Editorial: Bishops' plan for phased reopening of churches shows respect for data, community
As Chicago-area Catholic churches prepare to reopen to public worship on a phased-in program announced Wednesday, it is reassuring to see so many other suburban congregations committing to a slow, measured approach to reopening.
But that is not to suggest that the plan announced by the Chicago, Joliet and Rockford archdioceses is remotely rash. Indeed, religious congregations of any denomination or faith who see the Catholic churches as opening the door to a return to regular services should first examine carefully the structured program the archdioceses developed, then, above all, consider this sentence from a letter to parishioners by Chicago's Cardinal Blase Cupich: "The Plan has been developed by the bishops of the Chicago Province in consultation with and the approval of state and local public health officials and civil authorities."
Repeat: " ... in consultation with and the approval of state and local public health officials and civil authorities."
Unlike the leaders of an Elgin church who independently devised a plan they thought could be safe and then issued an ultimatum to government officials that they would open for business this Sunday, the bishops involved health and civil authorities in their planning and carefully constructed a timeline based on specific observable criteria and a clear set of guiding principles.
Key provisions of those principles included constant monitoring to avoid a second wave of infections and the recognition of a responsibility to look out for the "common good" beyond the confines of the church congregation.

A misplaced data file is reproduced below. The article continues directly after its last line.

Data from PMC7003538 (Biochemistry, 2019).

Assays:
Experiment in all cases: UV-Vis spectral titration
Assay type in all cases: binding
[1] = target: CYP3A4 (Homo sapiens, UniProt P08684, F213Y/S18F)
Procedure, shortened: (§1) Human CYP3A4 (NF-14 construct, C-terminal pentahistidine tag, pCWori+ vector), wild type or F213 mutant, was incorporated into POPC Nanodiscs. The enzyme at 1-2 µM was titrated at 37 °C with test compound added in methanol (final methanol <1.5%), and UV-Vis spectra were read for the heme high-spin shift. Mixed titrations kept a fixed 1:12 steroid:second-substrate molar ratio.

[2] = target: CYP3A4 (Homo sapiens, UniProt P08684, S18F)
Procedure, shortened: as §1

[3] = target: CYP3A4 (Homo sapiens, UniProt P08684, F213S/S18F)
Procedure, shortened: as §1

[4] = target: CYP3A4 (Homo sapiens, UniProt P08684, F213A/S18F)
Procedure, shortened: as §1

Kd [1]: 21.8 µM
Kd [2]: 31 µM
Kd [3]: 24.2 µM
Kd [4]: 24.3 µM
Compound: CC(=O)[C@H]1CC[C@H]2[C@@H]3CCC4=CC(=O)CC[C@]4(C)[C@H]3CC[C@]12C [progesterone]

"Any plan for reopening our churches for public worship must include every precaution to ensure public gatherings do not create a second wave of contagion, thus squandering the gains made through our sacrifice in these days," Cupich wrote.
Cupich emphasized that every stage of the planned reopening will be monitored in conjunction with health professionals and government leaders and "adjustments may be made based on data."
This is the kind of thinking that acknowledges the health risks of the general population and not merely the risk acceptance of a given set of individuals.
No reopening plan, whether for churches, businesses or public events, will ever be void of risk. But as we watch the COVID-19 cases and deaths continuing to surge daily, we shudder to consider what things would look like today if we hadn't undertaken so many restrictions and safety precautions. It's comforting to find many agencies still viewing with caution the notion of returning to their usual activities. But any that would venture to resume operations ought to be able to prove they will do it responsibly, with respect for the health of the community at large and in conjunction with professionals and government officials who are responsible for the safety of all.